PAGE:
It's fair to say we've never been huge fans of Qualcomm's MediaFLO system, the company's broadcast TV technology which aims to rival data-based IPTV services to mobile devices. Now, though, it seems Qualcomm has finally come up with a decent application for MediaFLO: at their IQ 2010 event in London this morning, the company revealed they're now looking at using MediaFLO for data-casting, offloading regular network traffic and reducing congestion.
The technology is relatively straightforward: just as MediaFLO currently squirts out a TV signal, Qualcomm are looking at using it to maintain cached data on mobile devices. By partly relying on that cache, the mobile device itself - such as a smartphone or tablet - could reduce the amount of regular data traffic it needs, cutting down on costs, network use and delay in retrieving information.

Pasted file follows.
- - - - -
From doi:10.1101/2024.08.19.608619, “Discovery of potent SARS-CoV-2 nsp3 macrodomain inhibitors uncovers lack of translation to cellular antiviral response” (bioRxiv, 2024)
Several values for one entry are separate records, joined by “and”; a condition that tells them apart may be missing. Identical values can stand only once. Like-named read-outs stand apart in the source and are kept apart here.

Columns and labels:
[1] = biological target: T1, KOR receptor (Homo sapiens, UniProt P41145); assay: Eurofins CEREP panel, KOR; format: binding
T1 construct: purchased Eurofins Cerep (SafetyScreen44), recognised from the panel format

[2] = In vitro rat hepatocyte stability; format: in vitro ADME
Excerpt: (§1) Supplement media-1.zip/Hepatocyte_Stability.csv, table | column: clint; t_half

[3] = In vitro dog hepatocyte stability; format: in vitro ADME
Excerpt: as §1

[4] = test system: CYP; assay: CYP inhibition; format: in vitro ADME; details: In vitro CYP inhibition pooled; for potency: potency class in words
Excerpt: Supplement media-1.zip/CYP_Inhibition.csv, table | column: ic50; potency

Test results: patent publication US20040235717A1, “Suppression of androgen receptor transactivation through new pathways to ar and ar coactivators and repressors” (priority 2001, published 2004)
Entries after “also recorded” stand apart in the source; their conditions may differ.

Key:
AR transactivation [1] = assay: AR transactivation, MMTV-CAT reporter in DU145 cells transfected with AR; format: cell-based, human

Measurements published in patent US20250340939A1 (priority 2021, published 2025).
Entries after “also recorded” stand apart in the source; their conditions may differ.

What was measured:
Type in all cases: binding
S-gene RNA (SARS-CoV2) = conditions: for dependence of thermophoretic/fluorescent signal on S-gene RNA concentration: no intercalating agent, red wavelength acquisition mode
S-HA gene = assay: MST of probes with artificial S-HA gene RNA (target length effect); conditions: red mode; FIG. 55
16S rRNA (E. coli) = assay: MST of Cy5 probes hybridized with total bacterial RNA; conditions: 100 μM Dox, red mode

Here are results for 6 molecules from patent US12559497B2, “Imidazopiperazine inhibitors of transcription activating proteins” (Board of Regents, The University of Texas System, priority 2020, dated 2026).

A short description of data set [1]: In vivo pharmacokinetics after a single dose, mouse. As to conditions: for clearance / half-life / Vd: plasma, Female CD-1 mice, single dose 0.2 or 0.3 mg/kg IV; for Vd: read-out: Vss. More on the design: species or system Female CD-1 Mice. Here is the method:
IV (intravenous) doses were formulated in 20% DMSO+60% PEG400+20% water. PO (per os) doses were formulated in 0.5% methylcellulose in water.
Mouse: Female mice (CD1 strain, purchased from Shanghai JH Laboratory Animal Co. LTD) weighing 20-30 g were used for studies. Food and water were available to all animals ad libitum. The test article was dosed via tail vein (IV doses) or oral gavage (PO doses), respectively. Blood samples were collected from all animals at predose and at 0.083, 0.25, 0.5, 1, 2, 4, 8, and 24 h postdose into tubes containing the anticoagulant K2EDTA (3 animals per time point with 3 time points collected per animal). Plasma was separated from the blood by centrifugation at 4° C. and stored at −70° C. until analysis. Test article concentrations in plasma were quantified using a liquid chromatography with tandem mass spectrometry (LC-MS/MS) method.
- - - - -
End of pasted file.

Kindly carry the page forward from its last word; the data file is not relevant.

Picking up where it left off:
That makes for faster browsing, and since MediaFLO is a broadcast technology it relies on individual devices "tuning in" rather than one-to-one connections, a more efficient way of sharing a frequently updated cache with multiple devices. It needn't be a single data store, either, since MediaFLO differentiates channels on the same single-frequency network using individual call-sign identifiers.
No word on when we could see the first devices using this new application of MediaFLO, however, but considering data traffic is growing exponentially it can't come too soon.